The recipient was a 54-year-old male patient with hepatitis B virus-associated liver cirrhosis. The living donor was his 23-year-old son. A right liver graft with complete preservation of the donor MHV was harvested. The graft weight was 643 g, which was equivalent to 1.03 of the graft-recipient weight ratio. The graft had two segment V vein (V5) branches and one segment VIII vein (V8) branch. The two V5s were first unified with a small patch of cryopreserved iliac vein. A long cryopreserved iliac vein conduit was used to reconstruct the MHV trunk with grafts V5 and V8. Caudal-side deep incision and venoplasty using an autologous greater saphenous vein patch were performed for the graft RHV. In the recipient, caudal extension venoplasty with an autologous greater saphenous vein patch was performed for the RHV. A large anastomosis with a 3.5 cm-long cephalocaudal diameter was performed for RHV reconstruction. The recipient portal vein was transected close to the hepatic parenchyma in order to use the portal bifurcation as a branch patch. A panning suture technique was used to adjust the size discrepancy between the graft and recipient portal vein orifices. The MHV conduit was anastomosed with the recipient MHV-left hepatic vein trunk stump in an end-to-end fashion. After portal reperfusion, there was only a scanty amount of hepatic venous congestion in the right liver graft. Right hepatic artery reconstruction under surgical microscopy was followed by duct-to-duct biliary reconstruction. Both the donor and the recipient recovered uneventfully after surgery. The recipient is doing well without any vascular complication for 1 year after LDLT.

DISCUSSION

The patient survival outcome after customized individualization of vascular reconstruction was excellent, but we observed that a small proportion of patients are still at risk of vascular complications due to unusual liver anatomy and/or inappropriate reconstruction customization. After having experienced more than 2000 cases of adult LDLT,1, 13 we established the concepts of right liver graft standardization, in which every component of vascular reconstruction was repeatedly verified to observe whether the principles of hemodynamics are followed and whether it would be fully compliant with graft regeneration.6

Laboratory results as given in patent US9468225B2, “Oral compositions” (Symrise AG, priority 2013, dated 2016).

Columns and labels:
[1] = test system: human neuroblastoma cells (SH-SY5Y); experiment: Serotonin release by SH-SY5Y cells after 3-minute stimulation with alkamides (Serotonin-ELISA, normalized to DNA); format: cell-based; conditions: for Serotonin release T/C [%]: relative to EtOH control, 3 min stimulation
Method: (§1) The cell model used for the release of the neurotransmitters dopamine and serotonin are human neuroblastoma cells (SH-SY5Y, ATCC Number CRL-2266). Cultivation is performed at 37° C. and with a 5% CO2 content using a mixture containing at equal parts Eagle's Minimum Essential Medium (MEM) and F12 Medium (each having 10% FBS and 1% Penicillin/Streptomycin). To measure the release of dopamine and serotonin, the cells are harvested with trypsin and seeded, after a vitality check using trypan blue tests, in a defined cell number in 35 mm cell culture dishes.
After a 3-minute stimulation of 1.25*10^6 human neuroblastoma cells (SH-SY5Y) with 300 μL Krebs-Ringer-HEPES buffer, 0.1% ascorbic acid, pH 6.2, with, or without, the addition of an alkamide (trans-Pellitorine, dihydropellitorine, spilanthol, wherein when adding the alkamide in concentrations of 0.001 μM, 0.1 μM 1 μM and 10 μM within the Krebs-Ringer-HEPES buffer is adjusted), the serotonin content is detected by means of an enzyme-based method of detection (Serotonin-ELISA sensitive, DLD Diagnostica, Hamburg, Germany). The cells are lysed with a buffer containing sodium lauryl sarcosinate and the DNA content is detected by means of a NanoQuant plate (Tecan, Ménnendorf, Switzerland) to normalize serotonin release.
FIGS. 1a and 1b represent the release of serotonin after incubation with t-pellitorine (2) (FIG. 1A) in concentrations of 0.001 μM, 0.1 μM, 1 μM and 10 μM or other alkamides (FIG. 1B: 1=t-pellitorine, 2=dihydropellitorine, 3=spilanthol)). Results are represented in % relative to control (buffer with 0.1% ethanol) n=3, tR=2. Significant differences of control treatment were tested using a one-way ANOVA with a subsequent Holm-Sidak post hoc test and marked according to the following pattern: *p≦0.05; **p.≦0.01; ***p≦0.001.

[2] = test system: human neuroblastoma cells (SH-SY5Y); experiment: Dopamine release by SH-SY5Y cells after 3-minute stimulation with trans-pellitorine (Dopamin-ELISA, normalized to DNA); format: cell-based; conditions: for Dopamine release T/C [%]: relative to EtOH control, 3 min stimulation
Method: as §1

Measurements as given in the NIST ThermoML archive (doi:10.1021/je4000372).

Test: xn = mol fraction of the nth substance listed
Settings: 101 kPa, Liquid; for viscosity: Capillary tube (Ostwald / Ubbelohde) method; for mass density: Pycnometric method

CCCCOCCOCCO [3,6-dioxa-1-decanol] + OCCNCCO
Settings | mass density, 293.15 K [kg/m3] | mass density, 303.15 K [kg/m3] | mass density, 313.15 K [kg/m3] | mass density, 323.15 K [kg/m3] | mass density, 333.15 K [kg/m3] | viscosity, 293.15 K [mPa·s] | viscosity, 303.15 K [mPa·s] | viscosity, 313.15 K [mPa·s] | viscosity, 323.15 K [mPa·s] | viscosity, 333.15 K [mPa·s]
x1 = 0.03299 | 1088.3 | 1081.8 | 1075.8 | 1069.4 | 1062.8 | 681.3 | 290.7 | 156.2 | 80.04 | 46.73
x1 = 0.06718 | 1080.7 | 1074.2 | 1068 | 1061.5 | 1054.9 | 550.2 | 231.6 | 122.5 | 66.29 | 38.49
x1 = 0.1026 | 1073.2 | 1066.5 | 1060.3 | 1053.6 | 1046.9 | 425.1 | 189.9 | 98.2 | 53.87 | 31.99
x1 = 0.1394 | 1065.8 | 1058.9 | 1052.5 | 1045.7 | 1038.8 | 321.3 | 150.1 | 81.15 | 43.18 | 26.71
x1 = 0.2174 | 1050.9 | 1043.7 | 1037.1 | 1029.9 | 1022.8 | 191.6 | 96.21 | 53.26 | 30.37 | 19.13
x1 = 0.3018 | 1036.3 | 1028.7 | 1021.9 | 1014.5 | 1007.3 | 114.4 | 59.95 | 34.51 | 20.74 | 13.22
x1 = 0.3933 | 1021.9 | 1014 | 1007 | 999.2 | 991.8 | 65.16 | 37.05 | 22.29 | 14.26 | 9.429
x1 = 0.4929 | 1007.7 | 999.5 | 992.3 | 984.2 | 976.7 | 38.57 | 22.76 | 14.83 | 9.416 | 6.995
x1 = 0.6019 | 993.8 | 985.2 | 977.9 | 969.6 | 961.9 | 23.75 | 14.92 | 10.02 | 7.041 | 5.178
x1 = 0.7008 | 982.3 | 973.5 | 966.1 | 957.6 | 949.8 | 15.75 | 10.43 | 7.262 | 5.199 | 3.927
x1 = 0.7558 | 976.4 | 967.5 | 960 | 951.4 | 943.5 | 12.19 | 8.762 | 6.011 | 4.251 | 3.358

In adult LDLT using a modified right liver graft, in order to maximize donor safety through donor vessel-sparing, the inferior RHV should have only one unified orifice; the MHV trunk should not be harvested; and the main trunk of the anomalous donor portal vein should be fully preserved. Both individual customization and general standardization methods make the graft inflow and outflow vascular orifices suitable for reconstruction through time-consuming back table work. Once a uniform type of standardized right liver graft is created, it helps in making the recipient-side operation simple and straightforward, resulting in a decrease in vascular complications. The beneficial effects of right liver graft standardization may finally lead to a decrease in overall donor and recipient complication rates.6

Our intention behind proposing the concept of right liver graft standardization is that it can be universally applicable and may guarantee nearly the same outcomes regardless of the surgeon's experience. We believe that this reconstruction model would be primarily applied to a majority of adult LDLT cases; thus, only a small proportion of LDLT cases may require individualized case-by-case modification due to major donor anomalies or unusual anatomical distortion in the recipient.

SUPPLEMENTARY DATA

Supplementary data related to this article can be found at http://www.jhbps.org/journal/view.html?volume=20&number=3&spage=97.

Click here to view.(13M, wmv)

References